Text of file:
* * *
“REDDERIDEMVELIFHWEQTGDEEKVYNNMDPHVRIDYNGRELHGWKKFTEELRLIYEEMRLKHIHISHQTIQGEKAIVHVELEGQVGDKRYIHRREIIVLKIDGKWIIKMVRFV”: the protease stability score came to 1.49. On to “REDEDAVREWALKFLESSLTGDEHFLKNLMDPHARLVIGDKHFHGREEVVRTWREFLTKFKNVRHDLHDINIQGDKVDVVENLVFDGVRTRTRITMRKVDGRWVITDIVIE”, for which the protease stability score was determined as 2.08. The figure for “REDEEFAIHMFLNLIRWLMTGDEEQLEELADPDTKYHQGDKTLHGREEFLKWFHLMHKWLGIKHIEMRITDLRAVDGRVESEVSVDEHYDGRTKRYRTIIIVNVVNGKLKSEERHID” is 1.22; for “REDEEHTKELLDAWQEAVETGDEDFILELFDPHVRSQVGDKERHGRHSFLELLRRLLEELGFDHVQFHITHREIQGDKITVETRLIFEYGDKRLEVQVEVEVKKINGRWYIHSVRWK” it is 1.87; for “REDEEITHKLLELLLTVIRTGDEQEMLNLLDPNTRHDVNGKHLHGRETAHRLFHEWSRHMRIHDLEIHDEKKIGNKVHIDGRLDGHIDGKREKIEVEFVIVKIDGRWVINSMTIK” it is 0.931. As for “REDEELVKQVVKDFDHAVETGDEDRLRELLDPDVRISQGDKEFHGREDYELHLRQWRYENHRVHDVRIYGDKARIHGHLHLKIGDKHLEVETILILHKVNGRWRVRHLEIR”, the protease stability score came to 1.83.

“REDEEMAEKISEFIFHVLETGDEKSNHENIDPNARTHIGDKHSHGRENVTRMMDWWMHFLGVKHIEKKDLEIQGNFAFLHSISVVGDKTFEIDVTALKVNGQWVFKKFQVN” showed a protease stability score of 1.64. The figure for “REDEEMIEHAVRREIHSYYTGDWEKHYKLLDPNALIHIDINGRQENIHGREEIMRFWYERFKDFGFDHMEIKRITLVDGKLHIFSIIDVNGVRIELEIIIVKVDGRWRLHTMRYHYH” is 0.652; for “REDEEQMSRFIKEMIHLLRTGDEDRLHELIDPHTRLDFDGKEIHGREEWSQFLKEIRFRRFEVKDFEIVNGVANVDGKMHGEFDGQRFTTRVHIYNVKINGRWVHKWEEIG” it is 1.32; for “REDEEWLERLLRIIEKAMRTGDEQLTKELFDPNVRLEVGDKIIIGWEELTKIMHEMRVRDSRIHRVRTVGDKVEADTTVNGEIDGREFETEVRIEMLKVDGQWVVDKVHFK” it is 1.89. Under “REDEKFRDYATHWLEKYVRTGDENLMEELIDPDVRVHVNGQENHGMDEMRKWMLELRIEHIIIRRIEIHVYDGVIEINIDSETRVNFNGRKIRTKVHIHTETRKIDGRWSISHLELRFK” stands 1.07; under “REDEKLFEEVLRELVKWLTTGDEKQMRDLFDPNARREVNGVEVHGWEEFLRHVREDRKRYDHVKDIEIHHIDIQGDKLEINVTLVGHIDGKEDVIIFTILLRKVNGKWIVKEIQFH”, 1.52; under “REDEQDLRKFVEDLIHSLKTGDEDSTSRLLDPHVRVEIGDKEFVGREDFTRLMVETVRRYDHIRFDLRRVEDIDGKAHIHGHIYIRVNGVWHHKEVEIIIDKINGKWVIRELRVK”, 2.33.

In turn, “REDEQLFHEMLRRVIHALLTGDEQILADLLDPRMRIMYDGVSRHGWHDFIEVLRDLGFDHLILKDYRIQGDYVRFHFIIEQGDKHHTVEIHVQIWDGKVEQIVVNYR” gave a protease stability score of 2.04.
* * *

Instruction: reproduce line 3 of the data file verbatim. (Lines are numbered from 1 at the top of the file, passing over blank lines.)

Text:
In turn, “REDEQLFHEMLRRVIHALLTGDEQILADLLDPRMRIMYDGVSRHGWHDFIEVLRDLGFDHLILKDYRIQGDYVRFHFIIEQGDKHHTVEIHVQIWDGKVEQIVVNYR” gave a protease stability score of 2.04.